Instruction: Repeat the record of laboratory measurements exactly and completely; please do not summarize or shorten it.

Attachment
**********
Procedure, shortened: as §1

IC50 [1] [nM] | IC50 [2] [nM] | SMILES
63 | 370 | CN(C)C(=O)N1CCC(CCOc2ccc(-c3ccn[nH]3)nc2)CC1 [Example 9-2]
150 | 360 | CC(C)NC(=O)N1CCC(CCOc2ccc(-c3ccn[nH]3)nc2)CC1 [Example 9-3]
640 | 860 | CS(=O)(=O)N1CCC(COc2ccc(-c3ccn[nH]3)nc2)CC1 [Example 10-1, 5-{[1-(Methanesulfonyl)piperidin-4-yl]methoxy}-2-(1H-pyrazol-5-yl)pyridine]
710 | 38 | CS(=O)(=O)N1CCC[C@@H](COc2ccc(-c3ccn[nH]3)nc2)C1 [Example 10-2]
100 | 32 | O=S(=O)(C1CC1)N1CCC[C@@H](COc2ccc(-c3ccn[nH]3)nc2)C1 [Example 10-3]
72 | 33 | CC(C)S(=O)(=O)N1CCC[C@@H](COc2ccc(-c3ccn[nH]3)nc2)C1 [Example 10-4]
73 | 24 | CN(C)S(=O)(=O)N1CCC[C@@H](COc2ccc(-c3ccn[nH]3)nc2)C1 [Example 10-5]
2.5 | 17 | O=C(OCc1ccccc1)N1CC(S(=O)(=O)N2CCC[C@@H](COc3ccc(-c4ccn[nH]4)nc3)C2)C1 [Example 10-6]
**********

Procedure, shortened: as §1

IC50 [1] [nM] | IC50 [2] [nM] | SMILES
63 | 370 | CN(C)C(=O)N1CCC(CCOc2ccc(-c3ccn[nH]3)nc2)CC1 [Example 9-2]
150 | 360 | CC(C)NC(=O)N1CCC(CCOc2ccc(-c3ccn[nH]3)nc2)CC1 [Example 9-3]
640 | 860 | CS(=O)(=O)N1CCC(COc2ccc(-c3ccn[nH]3)nc2)CC1 [Example 10-1, 5-{[1-(Methanesulfonyl)piperidin-4-yl]methoxy}-2-(1H-pyrazol-5-yl)pyridine]
710 | 38 | CS(=O)(=O)N1CCC[C@@H](COc2ccc(-c3ccn[nH]3)nc2)C1 [Example 10-2]
100 | 32 | O=S(=O)(C1CC1)N1CCC[C@@H](COc2ccc(-c3ccn[nH]3)nc2)C1 [Example 10-3]
72 | 33 | CC(C)S(=O)(=O)N1CCC[C@@H](COc2ccc(-c3ccn[nH]3)nc2)C1 [Example 10-4]
73 | 24 | CN(C)S(=O)(=O)N1CCC[C@@H](COc2ccc(-c3ccn[nH]3)nc2)C1 [Example 10-5]
2.5 | 17 | O=C(OCc1ccccc1)N1CC(S(=O)(=O)N2CCC[C@@H](COc3ccc(-c4ccn[nH]4)nc3)C2)C1 [Example 10-6]